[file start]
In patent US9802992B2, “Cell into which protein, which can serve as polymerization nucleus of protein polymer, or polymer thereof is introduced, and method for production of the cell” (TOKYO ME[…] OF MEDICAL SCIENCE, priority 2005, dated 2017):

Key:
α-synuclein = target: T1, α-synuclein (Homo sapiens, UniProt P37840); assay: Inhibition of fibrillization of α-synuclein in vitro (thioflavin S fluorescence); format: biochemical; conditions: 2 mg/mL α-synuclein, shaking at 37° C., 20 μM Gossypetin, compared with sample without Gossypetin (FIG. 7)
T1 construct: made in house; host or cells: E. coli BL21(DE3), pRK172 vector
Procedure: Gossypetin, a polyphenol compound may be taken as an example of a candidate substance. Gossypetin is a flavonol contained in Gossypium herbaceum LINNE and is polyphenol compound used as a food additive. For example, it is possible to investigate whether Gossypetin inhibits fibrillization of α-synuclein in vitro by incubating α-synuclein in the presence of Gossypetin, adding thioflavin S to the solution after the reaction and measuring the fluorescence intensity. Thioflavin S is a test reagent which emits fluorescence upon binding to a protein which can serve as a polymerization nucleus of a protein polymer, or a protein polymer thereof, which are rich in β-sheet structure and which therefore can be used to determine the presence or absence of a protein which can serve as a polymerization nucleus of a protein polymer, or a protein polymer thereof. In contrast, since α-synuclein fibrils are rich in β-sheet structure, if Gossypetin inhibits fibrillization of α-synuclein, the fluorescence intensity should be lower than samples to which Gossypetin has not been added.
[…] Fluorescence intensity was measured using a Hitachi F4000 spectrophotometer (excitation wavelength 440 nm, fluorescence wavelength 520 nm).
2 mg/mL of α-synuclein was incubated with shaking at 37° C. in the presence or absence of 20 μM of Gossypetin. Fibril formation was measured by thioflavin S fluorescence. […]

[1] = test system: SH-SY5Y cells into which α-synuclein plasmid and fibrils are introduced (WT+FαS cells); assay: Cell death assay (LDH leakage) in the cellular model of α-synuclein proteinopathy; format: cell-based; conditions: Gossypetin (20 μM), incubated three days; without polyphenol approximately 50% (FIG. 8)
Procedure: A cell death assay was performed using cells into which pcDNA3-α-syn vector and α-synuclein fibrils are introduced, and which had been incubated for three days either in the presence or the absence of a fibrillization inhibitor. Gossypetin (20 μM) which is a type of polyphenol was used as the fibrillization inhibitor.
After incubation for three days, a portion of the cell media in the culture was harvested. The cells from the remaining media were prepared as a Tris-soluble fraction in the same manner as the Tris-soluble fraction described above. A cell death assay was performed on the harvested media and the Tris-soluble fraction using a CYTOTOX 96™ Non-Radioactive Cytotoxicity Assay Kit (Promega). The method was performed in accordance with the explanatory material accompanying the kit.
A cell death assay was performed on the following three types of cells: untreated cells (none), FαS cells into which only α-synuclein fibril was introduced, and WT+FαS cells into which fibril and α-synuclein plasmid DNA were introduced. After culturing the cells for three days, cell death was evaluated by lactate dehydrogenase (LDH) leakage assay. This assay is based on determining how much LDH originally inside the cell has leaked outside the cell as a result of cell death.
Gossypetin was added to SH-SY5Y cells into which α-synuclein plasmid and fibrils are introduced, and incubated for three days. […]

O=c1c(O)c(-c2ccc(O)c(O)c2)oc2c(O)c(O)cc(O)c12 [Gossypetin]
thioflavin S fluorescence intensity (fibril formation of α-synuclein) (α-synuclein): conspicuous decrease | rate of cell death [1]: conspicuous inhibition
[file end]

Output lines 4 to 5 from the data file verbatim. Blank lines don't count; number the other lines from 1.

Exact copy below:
T1 construct: made in house; host or cells: E. coli BL21(DE3), pRK172 vector
Procedure: Gossypetin, a polyphenol compound may be taken as an example of a candidate substance. Gossypetin is a flavonol contained in Gossypium herbaceum LINNE and is polyphenol compound used as a food additive. For example, it is possible to investigate whether Gossypetin inhibits fibrillization of α-synuclein in vitro by incubating α-synuclein in the presence of Gossypetin, adding thioflavin S to the solution after the reaction and measuring the fluorescence intensity. Thioflavin S is a test reagent which emits fluorescence upon binding to a protein which can serve as a polymerization nucleus of a protein polymer, or a protein polymer thereof, which are rich in β-sheet structure and which therefore can be used to determine the presence or absence of a protein which can serve as a polymerization nucleus of a protein polymer, or a protein polymer thereof. In contrast, since α-synuclein fibrils are rich in β-sheet structure, if Gossypetin inhibits fibrillization of α-synuclein, the fluorescence intensity should be lower than samples to which Gossypetin has not been added.